1. 1+2: I don’t have returns for other markets going far enough back to determine that. Wade Pfau and others have computed non-US SWRs. I don’t plan to spend time digging up the non-US data when others have done the job already. 😉

      Another reason to not do the non-US calculations: If you believe that the U.S. will be invaded and destroyed like Western Europe in WW2, then all bets are off. I take my chances with the US believing that we will be stay unscathed like in prior events.

      3: Not true. Post-2001, Europe recovered much faster than the US market.
      I don’t think that Japan 1989 is a good comparison. We’ve never reached the PE ratios that Japan had back then.

  4. ERN — your work is fantastic for those of us who want more precision in our FIRE planning. Thanks for this SWR series which has taken years of work!

    Question about how you do inflation adjustments. Let’s use an example. 3% of a 2 million dollar portfolio. You start with an initial withdrawal value of 60,000 or 5,000 per month. In order to calculate how much to withdraw with inflation, do you:

    1.) Use your retirement start month as the base and then use an inflation calculator to find out the value of 5,000 in the present (For example, the Bureau of Labor statics one: That means you use the same base for every month for the entirety of the withdrawals.


    2.) Look at the current month’s inflation ( and just multiple the 5,000 by (1+ the inflation percent).


    3.) Something else.

    I’m assuming that you do 1 so that the inflation is cumulative (as we want to preserve our purchasing power as compared to our start date). Is that correct? I want to make sure that I understand what you are doing and how we should calculate how much to withdrawal each month in retirement.

    Can you let us know your inflation source (where you pull the inflation date from) and method?

    You’ve done so much for this community. Thanks again!

      1. Karsten,
        I was comparing your CPI with that posted by FRED. Up through December 2014 the CPI data matches. From 2015, your CPI is ever so slightly lower than FRED. While insignificant to all your extensive research, from an academic standpoint, I was wondering if FRED had adjusted the CPI calculations or you switched to a different CPI source or perhaps you have developed your own FRED CPI adjustment based on your research? Thank you for all the insights with the SWR series.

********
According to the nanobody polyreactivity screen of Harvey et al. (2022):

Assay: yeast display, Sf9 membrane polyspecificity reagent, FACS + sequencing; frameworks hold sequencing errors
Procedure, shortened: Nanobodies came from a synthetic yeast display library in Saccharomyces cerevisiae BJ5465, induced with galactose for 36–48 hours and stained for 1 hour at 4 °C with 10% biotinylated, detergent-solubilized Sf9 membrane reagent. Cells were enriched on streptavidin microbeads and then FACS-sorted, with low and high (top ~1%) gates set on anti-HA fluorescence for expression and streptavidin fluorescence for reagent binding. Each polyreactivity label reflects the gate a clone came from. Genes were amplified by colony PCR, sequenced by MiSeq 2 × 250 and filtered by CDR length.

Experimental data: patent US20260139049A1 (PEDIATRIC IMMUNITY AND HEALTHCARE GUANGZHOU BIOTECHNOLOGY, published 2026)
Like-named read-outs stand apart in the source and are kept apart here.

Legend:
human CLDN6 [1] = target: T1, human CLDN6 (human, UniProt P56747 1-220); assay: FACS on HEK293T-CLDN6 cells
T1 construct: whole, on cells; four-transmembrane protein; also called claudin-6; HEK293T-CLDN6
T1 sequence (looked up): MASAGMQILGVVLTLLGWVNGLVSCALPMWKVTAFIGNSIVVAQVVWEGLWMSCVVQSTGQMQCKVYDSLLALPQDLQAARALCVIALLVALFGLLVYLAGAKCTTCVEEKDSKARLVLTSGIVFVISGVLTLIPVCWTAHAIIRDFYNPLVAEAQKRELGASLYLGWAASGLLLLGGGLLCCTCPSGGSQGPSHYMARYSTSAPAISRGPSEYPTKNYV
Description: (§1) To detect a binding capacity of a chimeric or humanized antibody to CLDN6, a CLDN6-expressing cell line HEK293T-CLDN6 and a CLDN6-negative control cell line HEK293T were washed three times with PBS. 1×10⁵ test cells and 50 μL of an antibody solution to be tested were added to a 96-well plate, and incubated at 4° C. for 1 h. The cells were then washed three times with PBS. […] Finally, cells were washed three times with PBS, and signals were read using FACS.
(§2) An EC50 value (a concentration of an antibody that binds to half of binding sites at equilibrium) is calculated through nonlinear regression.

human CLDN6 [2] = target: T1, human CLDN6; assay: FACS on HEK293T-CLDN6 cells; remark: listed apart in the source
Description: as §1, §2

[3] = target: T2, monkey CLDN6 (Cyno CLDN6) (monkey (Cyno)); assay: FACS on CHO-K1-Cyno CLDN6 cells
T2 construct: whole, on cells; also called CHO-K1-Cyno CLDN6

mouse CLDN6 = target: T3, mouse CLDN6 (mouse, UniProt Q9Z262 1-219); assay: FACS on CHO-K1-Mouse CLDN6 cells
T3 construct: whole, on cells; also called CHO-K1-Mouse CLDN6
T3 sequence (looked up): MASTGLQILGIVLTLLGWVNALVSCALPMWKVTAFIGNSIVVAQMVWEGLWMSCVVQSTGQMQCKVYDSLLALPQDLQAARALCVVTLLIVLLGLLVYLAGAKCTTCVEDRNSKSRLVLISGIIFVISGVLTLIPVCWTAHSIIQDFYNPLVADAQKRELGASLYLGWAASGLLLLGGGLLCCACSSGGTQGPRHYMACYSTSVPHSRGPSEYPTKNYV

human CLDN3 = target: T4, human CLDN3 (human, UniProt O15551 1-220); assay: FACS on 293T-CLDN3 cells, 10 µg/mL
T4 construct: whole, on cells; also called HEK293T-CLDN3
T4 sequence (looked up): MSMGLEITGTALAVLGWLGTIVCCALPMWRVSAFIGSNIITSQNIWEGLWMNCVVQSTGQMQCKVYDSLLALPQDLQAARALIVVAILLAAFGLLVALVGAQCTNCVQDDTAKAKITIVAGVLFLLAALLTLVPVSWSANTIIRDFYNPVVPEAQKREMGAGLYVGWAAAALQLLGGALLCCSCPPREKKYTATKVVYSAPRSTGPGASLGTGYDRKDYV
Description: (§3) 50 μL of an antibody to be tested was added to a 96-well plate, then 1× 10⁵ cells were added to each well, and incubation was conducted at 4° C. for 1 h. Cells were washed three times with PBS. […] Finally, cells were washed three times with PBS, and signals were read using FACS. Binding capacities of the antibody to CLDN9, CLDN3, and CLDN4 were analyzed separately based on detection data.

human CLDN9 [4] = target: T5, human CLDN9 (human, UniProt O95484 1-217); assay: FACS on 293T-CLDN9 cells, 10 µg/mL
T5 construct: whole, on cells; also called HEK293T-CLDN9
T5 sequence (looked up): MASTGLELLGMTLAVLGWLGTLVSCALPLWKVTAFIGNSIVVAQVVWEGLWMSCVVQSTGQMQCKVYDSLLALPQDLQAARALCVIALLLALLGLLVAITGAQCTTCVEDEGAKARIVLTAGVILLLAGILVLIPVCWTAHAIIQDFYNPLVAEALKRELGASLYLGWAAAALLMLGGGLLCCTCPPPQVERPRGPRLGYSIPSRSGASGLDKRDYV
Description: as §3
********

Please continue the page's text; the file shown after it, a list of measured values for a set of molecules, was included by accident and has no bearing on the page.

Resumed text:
1. Benchmark revisions. The last time I updated the return and macro data was in mid-January. Return Data up to 12/2022 are OK and stay that way. But CPI can undergo revisions and they can go back many years. As we see, all the way back to 2018.
          I reloaded the data and copy/pasted the new CPI data into the SWR sheet.. I will also update the return and CPI data up top 3/31/2023 once we have the new CPI data in April.
          Also note that the revisions are minor enough that they will have no impact on anything calculated in the SWR sheet! 🙂

  5. It would have been nice of you to detail your rationale for including the historic data from 1871 – 1926, since so many of your posts reference the Trinity Study, data after 1926. I would not think that most investors would care to model their retirement projections on 1800s data, which is not robust or seemingly relevant. Without an explanation, it looks like the data was only included to boost your own model for lower withdrawal rates. The 1800s were a dismal period for stock returns and most of us wouldn’t have been able to retire in that era (or have indoor plumbing). Additionally, I have read that most the returns in the 1800s came from dividends not equity appreciation, although very few people invested in stocks during that era. Did your analysis include the reinvestment of equity dividends? I appreciate your work on safe withdrawal estimates.

    1. In part 28 I introduce a tool where you can simulate your own stuff. And you can also look at the SWR stats only for the 1926-forward era.
      Wouldn’t make a huge difference because the all-time worst case scenarios often occur during the 1929-1932 and 1968-1982 time spans.